Our Sustainable Story
Since our launch in 2008 Beaumont Organic have been working to pave the way for fashion to have a more sustainable future.
We work hard behind the scenes to provide you with full transparency into the sustainability of our practices and our suppliers, visiting our factories regularly and documenting the process of creating every product.
Organic Cotton remains at the heart of our collection, but we continue to explore new areas of sustainability by introducing new fibres and yarns including recycled cotton fibres in our knitwear and seaweed based technology in our woven checked fabrics.
Organic cotton remains at the centre of our collection.
GOTS certification provides assurance of where the cotton has been grown and knitted or woven, ensuring that no pesticides, chemicals or GMO seeds are used in the production. Certification also provides a guarantee that the workers involved in the production have been paid a fair living wage.
As a sustainable brand we are always looking for ways for continue reducing our environmental footprint. From spring 2021 we have introduced recycled denim yarn into our knitwear range, replacing new cotton knits and ensuring a more circular fabric lifespan.
Garment labels typically give only a single country of production, however this can be misleading as this often only references only where the final stage of sewing a garment takes place.
In reality, we believe that producing a piece of clothing involves all of the stages that run up to this final sewing stage, including spinning the thread, knitting and weaving fabrics and dyeing to a designated colour. When viewed this way, a garment advertised as 'made in Europe' may have actually passed through many more countries and regions in the various stages of its production.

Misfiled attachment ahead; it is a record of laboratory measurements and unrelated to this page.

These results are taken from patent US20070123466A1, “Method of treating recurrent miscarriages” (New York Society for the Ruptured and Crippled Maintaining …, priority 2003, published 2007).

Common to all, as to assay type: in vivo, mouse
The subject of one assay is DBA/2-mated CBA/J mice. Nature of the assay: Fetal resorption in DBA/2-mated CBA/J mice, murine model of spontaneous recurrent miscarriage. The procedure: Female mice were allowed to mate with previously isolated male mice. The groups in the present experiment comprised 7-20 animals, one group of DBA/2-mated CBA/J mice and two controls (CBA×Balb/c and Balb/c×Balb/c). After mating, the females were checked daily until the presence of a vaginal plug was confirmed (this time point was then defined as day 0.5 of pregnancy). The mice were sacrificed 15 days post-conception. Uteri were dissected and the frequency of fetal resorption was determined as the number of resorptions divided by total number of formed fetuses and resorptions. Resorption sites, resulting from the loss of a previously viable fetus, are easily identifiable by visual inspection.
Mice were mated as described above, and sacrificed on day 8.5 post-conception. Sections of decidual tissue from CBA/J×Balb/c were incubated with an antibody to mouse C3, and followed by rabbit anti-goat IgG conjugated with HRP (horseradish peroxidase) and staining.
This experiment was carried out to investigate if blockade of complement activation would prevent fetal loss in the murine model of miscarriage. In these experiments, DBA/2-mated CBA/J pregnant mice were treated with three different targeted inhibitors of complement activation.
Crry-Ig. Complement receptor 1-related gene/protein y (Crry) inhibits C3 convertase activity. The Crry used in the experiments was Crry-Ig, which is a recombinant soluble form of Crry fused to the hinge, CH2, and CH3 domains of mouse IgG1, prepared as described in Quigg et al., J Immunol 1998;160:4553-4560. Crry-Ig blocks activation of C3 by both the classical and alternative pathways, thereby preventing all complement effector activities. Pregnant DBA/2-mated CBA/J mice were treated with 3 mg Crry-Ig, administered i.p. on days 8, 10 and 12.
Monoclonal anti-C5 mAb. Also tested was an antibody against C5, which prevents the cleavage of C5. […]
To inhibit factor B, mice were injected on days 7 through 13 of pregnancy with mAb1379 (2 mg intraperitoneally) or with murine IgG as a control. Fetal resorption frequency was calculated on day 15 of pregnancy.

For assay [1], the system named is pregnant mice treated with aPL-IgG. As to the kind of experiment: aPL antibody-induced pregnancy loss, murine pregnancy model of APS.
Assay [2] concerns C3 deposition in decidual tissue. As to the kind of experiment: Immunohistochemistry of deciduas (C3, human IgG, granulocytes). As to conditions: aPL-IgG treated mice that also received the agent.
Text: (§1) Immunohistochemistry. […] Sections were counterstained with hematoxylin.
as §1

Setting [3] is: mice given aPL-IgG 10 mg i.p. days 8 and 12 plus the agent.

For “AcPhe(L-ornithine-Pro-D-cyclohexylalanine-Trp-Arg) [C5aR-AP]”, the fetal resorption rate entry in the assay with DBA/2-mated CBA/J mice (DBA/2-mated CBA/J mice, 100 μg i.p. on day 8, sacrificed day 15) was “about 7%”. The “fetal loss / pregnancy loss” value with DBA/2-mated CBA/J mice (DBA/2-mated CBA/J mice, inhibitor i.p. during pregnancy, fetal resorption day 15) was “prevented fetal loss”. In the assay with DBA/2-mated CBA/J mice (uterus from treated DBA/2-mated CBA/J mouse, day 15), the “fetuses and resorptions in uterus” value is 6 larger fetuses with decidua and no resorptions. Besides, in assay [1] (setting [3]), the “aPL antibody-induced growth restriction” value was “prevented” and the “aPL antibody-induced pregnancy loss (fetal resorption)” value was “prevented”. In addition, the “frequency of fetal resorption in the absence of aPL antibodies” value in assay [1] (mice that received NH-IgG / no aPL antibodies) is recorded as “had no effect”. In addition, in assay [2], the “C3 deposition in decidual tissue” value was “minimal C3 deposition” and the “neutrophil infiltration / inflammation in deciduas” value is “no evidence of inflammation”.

We're proud to say that 97% of our production at all stages takes place in Portugal, with the other 3% taking place in the UK.
You can find out more about in individual stages and factories involved in our supply chain here.
There are a number of stages involved in the production of a finished garment, including spinning, weaving, knitting, dyeing, sewing and finishing. Each of these stages can take place at a different workshop or factory and we believe true transparency means giving you a full breakdown of where and how each of these processes has occurred.
Specialist mills and spinning plants are required to spin raw cotton, or other fibres, into thread which can then be sent to other factories for knitting or weaving into fabric.
The spinning process involves a variety of steps including carding, combing, and ring spinning.
Our spinning mill, Somelos, is based just outside Braga, Portugal.
Dyeing can take place at one of two stages in the product production. Most frequently 'fabric dyeing' is used to add colour to an entire bolt of fabric which is then cut and sewn into a finished product. However in some cases the sewn piece of clothing is dyed as a final stage in a process known as 'garment dyeing'.
Our dye houses are all in Portugal in close proximity to our spinning mills, knitting, and weaving factories.
Typically the finished thread will be sent from the spinning mill to a different factory where the knitting process will take place, and many of these factories will also then complete the washing, cutting, sewing and finishing stages of product production.
Knitting is typically associated with woollen jumpers and cardigans, however the cotton jersey and poplin that forms the majority of our range are all actually knitted fabrics.
Another method for producing fabric is to weave multiple strands of thread together in a criss crossing pattern using a machine known as a loom.
Weaving houses receive thread from the spinning mills and then hand load each skein onto the weaving looms.
These same factories are often also used for the washing, cutting, sewing and finishing stages to produce a final garment.
You can find a sustainability matrix on all product pages, simply click on the 'Sustainability' tab in the product description to find out exactly what has been involved in the production of each garment so you can feel truly confident in making your purchase, knowing exactly where the raw materials have come from and the people and processes involved.
In a marketplace where 'organic' and 'sustainable' are becoming more frequently used by high street manufacturers, we feel it's even more important than ever to be open and honest about the journey each item has been through before it lands on your doorstep.
Low miles equals low impact. This is why 87% of our garments are spun, woven, dyed, sewn and finished using suppliers within a 300 mile radius of Braga, Portugal, minimising our carbon emissions.
Since 2021 we have also moved to using a Portuguese warehouse, further reducing the footprint of our operations.